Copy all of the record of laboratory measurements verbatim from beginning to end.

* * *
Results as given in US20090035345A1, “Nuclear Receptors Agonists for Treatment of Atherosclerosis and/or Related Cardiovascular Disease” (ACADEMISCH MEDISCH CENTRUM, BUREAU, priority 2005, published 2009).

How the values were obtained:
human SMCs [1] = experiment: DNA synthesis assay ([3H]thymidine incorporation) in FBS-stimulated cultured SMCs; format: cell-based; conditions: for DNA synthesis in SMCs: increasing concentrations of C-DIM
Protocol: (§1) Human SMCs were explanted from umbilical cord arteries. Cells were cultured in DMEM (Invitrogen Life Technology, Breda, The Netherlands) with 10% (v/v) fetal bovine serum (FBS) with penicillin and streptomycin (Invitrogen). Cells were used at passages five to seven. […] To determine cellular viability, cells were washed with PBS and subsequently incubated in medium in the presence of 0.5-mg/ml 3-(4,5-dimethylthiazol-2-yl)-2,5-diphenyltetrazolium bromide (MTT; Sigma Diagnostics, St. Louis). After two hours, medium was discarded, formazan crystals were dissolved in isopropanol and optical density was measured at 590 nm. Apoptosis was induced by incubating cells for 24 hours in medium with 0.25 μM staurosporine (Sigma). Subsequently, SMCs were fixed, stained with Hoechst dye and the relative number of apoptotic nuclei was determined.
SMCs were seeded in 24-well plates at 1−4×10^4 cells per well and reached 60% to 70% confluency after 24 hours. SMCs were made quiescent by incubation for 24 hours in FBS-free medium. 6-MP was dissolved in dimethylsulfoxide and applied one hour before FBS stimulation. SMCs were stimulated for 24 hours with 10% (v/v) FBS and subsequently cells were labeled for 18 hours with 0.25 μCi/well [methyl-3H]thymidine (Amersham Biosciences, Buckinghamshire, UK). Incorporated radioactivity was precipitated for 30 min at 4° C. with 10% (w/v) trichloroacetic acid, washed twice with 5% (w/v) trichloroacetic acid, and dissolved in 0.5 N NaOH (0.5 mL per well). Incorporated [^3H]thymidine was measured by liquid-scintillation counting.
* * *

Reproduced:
Results as given in US20090035345A1, “Nuclear Receptors Agonists for Treatment of Atherosclerosis and/or Related Cardiovascular Disease” (ACADEMISCH MEDISCH CENTRUM, BUREAU, priority 2005, published 2009).

How the values were obtained:
human SMCs [1] = experiment: DNA synthesis assay ([3H]thymidine incorporation) in FBS-stimulated cultured SMCs; format: cell-based; conditions: for DNA synthesis in SMCs: increasing concentrations of C-DIM
Protocol: (§1) Human SMCs were explanted from umbilical cord arteries. Cells were cultured in DMEM (Invitrogen Life Technology, Breda, The Netherlands) with 10% (v/v) fetal bovine serum (FBS) with penicillin and streptomycin (Invitrogen). Cells were used at passages five to seven. […] To determine cellular viability, cells were washed with PBS and subsequently incubated in medium in the presence of 0.5-mg/ml 3-(4,5-dimethylthiazol-2-yl)-2,5-diphenyltetrazolium bromide (MTT; Sigma Diagnostics, St. Louis). After two hours, medium was discarded, formazan crystals were dissolved in isopropanol and optical density was measured at 590 nm. Apoptosis was induced by incubating cells for 24 hours in medium with 0.25 μM staurosporine (Sigma). Subsequently, SMCs were fixed, stained with Hoechst dye and the relative number of apoptotic nuclei was determined.
SMCs were seeded in 24-well plates at 1−4×10^4 cells per well and reached 60% to 70% confluency after 24 hours. SMCs were made quiescent by incubation for 24 hours in FBS-free medium. 6-MP was dissolved in dimethylsulfoxide and applied one hour before FBS stimulation. SMCs were stimulated for 24 hours with 10% (v/v) FBS and subsequently cells were labeled for 18 hours with 0.25 μCi/well [methyl-3H]thymidine (Amersham Biosciences, Buckinghamshire, UK). Incorporated radioactivity was precipitated for 30 min at 4° C. with 10% (w/v) trichloroacetic acid, washed twice with 5% (w/v) trichloroacetic acid, and dissolved in 0.5 N NaOH (0.5 mL per well). Incorporated [^3H]thymidine was measured by liquid-scintillation counting.